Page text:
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Scientists are studying your Twitter slang to help AI
Mathematicians studied 100 billion tweets to help computer algorithms better understand our colloquial digital communication.
- A group of mathematicians from the University of Vermont used Twitter to examine how young people intentionally stretch out words in text for digital communication.
- Analyzing the language in roughly 100 billion tweets generated over eight years, the team developed two measurements to assess patterns in the tweets: balance and stretch.
- The words people stretch are not arbitrary but rather have patterned distributions such as what part of the word is stretched or how much it stretches out.
What? whaat. WHAT? Whaaaattt?
While all of the above are expressions of confusion, you understand them to mean slightly different things. That's based upon the way you imagine the word to sound signified by the repetition of or emphasis put on certain letters. The underlying meaning imbued within our vernacular, slang, and deliberately misspelled words is how we lace our digital communication with human emotion.
Which has, coincidentally, proved to be one of the major challenges for language-processing artificial intelligence. But scientists are trying, and they're studying our Twitter lingo to bring computers up to speed on how humans really communicate.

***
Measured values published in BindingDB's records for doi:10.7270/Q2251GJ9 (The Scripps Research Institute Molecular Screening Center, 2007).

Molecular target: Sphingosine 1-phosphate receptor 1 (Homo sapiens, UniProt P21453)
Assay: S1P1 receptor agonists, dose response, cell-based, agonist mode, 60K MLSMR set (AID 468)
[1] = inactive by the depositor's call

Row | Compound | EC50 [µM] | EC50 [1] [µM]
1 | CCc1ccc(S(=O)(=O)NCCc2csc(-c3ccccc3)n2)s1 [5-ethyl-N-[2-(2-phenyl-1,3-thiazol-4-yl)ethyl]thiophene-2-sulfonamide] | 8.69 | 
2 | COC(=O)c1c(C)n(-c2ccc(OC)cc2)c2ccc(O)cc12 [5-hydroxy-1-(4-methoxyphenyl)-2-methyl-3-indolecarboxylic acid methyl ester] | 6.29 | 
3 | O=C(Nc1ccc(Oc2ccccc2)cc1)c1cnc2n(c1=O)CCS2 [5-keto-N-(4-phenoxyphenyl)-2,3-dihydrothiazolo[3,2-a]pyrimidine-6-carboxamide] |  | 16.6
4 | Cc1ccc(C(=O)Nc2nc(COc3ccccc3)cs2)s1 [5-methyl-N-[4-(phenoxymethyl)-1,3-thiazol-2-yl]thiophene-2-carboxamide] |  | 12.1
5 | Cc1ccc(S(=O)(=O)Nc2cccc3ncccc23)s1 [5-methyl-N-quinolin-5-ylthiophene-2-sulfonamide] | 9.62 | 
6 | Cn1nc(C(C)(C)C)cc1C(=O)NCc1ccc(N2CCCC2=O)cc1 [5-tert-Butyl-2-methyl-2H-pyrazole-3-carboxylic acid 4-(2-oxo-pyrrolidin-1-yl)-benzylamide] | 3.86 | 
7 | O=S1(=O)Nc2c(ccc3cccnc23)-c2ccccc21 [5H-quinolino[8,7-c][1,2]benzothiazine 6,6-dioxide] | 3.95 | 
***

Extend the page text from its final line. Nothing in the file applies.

Balance and Stretch
Photo credit: Dole777 / Unsplash
Over the last two decades, social media has provided scientists with a trove of free information about human behavior and language. A group of mathematicians from the University of Vermont used Twitter to examine how young people intentionally stretch out words in text for digital communication. They created a method to essentially quantify the semantic nuances in between stretched words, like "right" vs. "riiiiiight," with the aim to teach future AI algorithms human digital colloquialisms.
"Written communication has recently begun encoding new forms of expression, including the emotional emphasis delivered by stretching words out," said Chris Danforth, professor of Mathematics & Statistics in the Vermont Complex Systems Center and member of the research team behind the study.
In their study, published last week in the journal PLOS One, the team analyzed the language in roughly 100 billion tweets generated from 2008 to 2016. They developed two measurements to assess patterns in the tweets: balance and stretch. For example hahahaha would be considered a stretched world high on balance while a term like wtffffff has stretch but little balance as only one letter, f, contributes to the stretchiness. This means to put emphasis on the world abbreviated by the letter "f".